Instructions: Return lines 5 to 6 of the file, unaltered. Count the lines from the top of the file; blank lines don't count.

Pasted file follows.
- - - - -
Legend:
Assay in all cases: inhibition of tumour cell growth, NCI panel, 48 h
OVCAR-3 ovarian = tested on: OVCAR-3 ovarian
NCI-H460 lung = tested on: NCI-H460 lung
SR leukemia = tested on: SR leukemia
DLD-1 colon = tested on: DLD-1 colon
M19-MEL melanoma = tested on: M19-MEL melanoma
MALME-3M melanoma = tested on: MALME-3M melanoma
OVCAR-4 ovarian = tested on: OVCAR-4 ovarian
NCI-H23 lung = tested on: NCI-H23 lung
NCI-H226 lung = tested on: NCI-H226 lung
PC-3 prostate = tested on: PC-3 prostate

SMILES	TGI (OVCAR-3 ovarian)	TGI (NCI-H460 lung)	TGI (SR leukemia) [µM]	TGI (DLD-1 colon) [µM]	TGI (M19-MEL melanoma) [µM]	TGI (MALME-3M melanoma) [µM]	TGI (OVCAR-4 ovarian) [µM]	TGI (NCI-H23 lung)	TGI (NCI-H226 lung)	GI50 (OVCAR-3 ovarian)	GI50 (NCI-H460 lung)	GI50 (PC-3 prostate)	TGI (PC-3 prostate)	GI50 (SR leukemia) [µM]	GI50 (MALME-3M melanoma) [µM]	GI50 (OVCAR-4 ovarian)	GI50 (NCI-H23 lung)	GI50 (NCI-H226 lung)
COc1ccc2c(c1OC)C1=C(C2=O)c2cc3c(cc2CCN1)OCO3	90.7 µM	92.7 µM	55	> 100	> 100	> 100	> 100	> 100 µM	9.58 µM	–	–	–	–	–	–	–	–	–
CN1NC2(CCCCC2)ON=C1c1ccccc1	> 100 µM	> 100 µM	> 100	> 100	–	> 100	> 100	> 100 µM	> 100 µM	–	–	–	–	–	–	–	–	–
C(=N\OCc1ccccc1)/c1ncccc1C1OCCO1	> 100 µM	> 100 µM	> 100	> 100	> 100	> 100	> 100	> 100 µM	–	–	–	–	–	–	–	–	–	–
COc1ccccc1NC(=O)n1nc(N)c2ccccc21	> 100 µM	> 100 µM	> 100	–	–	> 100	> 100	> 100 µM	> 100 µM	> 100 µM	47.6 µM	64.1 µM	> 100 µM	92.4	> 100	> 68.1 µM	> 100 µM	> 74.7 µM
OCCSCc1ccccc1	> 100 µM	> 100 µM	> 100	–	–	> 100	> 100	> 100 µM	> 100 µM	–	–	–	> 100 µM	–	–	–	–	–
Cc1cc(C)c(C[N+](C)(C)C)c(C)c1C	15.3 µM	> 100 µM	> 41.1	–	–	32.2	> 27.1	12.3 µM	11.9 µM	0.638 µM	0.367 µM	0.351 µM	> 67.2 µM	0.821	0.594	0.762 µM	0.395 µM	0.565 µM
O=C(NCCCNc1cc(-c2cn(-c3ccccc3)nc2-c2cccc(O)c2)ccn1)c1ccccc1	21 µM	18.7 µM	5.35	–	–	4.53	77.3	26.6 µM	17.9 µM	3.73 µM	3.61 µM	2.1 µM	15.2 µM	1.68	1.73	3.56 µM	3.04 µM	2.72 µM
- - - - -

SR leukemia = tested on: SR leukemia
DLD-1 colon = tested on: DLD-1 colon